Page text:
Journey Through The Bible Hero


Exodus 29:1 – 30:10, Matthew 26:14-46, Psalm 31:19-24, Proverbs 8:14-26

“Peter declared, ‘Even if everyone else deserts you, I never will.’ ‘Peter,’ Jesus replied, ‘the truth is, this very night before the rooster crows, you will deny Me three times.’ ‘No!’ Peter insisted, ‘Not even if I have to die with you! I will never deny you!’ And all the other disciples vowed the same.” (Matthew 26:33-35 NLT)

I don’t know of any person that has ever come to faith in Jesus Christ who intended at some time in their lives to deny or turn their back on the Lord. Yet, like Simon Peter, almost all of us have denied the Lord in some way or to some degree. That denial can take the form of an outright rejection of Jesus, or it can manifest itself when a believer simply refuses to stand up or stand out for the Lord when an opportunity presents itself.

Denying the Lord also occurs when we willfully choose to disobey Him and live according to our own wants and wishes rather than the Lord’s will for our lives.

If I would have been taking bets the night that Jesus prophesied His upcoming denial, I would have bet that Simon Peter wouldn’t have been the one to deny the Lord. This was the same Peter who responded to Jesus’ call to ministry when He saw the Lord miraculously provide a boatload of fish after he and other fishermen had been seeking fish all night long (Luke 5:4-11). This was the same Simon Peter who witnessed great miracles at the hands of Jesus, who walked on water, who regularly heard the words and saw the miraculous actions of Jesus for 3-1/2 years. Based on what the scriptures teach us of Peter’s relationship with Jesus, it’s hard to comprehend how he could deny the Lord at such a crucial time.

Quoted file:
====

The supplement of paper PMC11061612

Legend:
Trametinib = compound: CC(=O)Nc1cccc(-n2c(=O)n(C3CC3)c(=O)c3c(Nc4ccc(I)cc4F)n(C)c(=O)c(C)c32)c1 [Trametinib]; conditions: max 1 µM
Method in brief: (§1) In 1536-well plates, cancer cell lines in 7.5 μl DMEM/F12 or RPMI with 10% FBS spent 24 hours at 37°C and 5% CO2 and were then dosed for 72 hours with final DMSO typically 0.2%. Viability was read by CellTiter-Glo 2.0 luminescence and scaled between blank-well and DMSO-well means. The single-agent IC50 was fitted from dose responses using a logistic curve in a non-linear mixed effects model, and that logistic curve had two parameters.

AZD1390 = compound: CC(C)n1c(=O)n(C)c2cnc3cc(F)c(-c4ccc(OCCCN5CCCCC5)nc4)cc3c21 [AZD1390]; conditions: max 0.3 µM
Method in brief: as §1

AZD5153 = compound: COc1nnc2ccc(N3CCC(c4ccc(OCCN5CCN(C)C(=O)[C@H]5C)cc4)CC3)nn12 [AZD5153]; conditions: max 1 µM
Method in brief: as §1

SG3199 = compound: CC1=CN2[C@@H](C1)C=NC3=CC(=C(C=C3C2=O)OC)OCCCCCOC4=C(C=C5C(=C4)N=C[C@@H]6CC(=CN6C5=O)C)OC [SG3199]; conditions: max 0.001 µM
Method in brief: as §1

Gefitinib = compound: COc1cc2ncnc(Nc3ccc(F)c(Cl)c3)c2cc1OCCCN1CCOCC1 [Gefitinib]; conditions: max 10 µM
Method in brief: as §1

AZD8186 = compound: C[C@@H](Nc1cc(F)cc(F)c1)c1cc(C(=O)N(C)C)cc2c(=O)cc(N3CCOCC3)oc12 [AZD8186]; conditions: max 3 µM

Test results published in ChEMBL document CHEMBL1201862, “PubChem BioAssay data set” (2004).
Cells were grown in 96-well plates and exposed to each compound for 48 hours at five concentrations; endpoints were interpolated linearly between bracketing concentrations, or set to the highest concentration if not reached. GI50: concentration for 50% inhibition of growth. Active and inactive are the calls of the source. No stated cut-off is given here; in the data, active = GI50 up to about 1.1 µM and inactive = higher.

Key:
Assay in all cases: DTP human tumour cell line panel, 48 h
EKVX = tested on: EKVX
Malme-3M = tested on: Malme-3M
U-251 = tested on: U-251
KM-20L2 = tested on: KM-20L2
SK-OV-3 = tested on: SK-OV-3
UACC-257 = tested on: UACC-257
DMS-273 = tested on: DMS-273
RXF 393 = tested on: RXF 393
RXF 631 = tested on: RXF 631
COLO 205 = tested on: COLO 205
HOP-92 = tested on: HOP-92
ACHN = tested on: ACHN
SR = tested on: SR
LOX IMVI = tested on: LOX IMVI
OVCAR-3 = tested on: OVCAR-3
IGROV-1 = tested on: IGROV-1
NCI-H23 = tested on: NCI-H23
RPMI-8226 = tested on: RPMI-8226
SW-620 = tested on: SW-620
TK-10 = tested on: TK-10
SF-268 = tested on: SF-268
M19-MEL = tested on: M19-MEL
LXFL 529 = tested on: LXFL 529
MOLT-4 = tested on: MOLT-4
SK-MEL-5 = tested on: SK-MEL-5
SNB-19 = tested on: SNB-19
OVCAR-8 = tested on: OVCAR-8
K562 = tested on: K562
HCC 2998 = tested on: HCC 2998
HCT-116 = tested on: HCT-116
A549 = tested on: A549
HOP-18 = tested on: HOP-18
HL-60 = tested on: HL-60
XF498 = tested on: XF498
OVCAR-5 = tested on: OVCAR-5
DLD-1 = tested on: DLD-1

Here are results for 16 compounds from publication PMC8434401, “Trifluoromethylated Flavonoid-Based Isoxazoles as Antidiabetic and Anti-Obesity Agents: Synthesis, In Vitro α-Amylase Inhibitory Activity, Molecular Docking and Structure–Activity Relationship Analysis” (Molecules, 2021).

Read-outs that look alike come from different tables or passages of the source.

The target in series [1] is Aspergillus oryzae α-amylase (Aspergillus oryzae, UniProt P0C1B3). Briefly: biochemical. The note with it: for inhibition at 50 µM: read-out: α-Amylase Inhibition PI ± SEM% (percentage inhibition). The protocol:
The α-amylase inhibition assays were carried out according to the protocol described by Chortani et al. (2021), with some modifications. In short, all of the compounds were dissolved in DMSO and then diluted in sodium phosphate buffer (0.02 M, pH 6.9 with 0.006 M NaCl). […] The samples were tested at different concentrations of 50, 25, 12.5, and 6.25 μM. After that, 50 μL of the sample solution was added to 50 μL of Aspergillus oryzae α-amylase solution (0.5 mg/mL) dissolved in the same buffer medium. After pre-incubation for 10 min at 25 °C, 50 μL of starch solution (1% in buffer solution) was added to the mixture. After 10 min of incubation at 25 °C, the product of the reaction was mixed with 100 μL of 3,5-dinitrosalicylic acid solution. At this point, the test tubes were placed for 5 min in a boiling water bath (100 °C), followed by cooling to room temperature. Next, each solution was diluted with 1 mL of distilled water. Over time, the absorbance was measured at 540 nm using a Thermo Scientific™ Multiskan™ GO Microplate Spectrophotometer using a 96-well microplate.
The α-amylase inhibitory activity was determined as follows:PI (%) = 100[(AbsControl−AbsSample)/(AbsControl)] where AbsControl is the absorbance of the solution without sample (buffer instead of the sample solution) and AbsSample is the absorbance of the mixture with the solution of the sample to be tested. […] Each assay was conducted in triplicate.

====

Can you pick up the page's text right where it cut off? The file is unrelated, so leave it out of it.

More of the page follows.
That same question could be asked of us. How do we deny the Lord? Why do we deny the Lord? I think there were some problems in Peter’s life that led to his denial. When problems aren’t addressed in our lives they can lead us to deny the Lord too. Peter was struggling with pride. That’s why he made the statement he made to the Lord. The Bible teaches that “pride goes before destruction and a haughty spirit before a fall” (Proverbs 16:18). Peter was also being attacked by the Devil (Luke 22:31-32), and he wasn’t aware of the severity of that attack. We have to be constantly aware of the Devil’s schemes and attacks against us if we are going to be strong and faithful to the Lord (2 Corinthians 2:11, 1 Peter 5:8-9). Additionally, Peter had isolated himself from the other disciples and was alone in the courtyard when he denied the Lord (Matthew 26:69-75). A tactic which Satan uses is to attack us when we are alone. Perhaps he wouldn’t have denied the Lord if he had been surrounded with his support network of friends. Finally, Peter let fear drive him to deny the Lord (Matthew 26:69-75). Fear is always a tactic the Devil uses against us to cause us to fail, fall, and deny the Lord.

Most Christians really don’t want to deny the Lord. They simply find themselves struggling with pride, the attack of the Devil, isolation or fear – and they give in to that attack, that fear, or that temptation. If you have denied the Lord in any way, pray and ask Him to forgive you (which He will do). Then, ask the Lord to: 1) Show you those smaller struggles in your life that lead to great denials; 2) Give you victory over those struggles; and 3) Commit to the Lord that you will be faithful to Him and boldly acknowledge Him regardless of the situations or circumstances that confront. The Lord is in the redeeming and restoring business – but He’s also available to rescue us when we are tempted to deny Him in any way.